What starts a person reading? What makes a young child believe that sitting down with some printed pages and a cardboard cover and quietly reading can be an enjoyable way to spend a few hours?
For me, it was the Hardy Boys books. I’m not sure when I first read one of the Hardy Boys books, but I’m pretty sure I immediately became hooked. Who wouldn’t be interested in the exploits of Frank and Joe Hardy? After all, they were two all-American, clean cut lads who lived with their wise, grey-haired Dad, who was a famous private detective, their Mom, and their Aunt Gertrude. For some unknown reason, they were improbably wealthy — heck, they even owned a motorboat — and they had girlfriends, lots of other friends, and countless adventures. I religiously collected the Hardy Boys novels, and tried to read every one that had ever been written. My favorite was Hunting For Hidden Gold, where Frank and Joe were pictured on the front cover digging up a sack of gold coins by flashlight as some bad guy lurked dangerously in the background.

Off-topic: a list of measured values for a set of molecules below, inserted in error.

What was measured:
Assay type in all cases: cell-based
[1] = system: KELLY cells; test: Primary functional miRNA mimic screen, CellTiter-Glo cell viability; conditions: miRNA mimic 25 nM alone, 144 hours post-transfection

What was it about these books that spurred my imagination? I’m not sure, exactly. Maybe it was that the books used old-fashioned words, like “chum,” “sleuthing,” and “jalopy,” and that Frank and Joe had friends with weird names, like “Chet” and “Biff.” Maybe it was that Bayport, where Frank and Joe lived, seemed to generate mystery about once a week. Maybe it was that Frank and Joe always were impeccably coiffed and wore v-neck sweaters, no matter what season it was. Maybe it was that their simple adventures, bravery, pluck, and nerve were just enough to trigger my imagination, but not overwhelm it.
Whatever the reason, the Hardy Boys got me in the habit of reading, and it is a habit that has lasted to this day. For that, I am grateful to Franklin W. Dixon (and therefore all of the writers who created the imaginary world of the Hardy Boys under that durable pen name).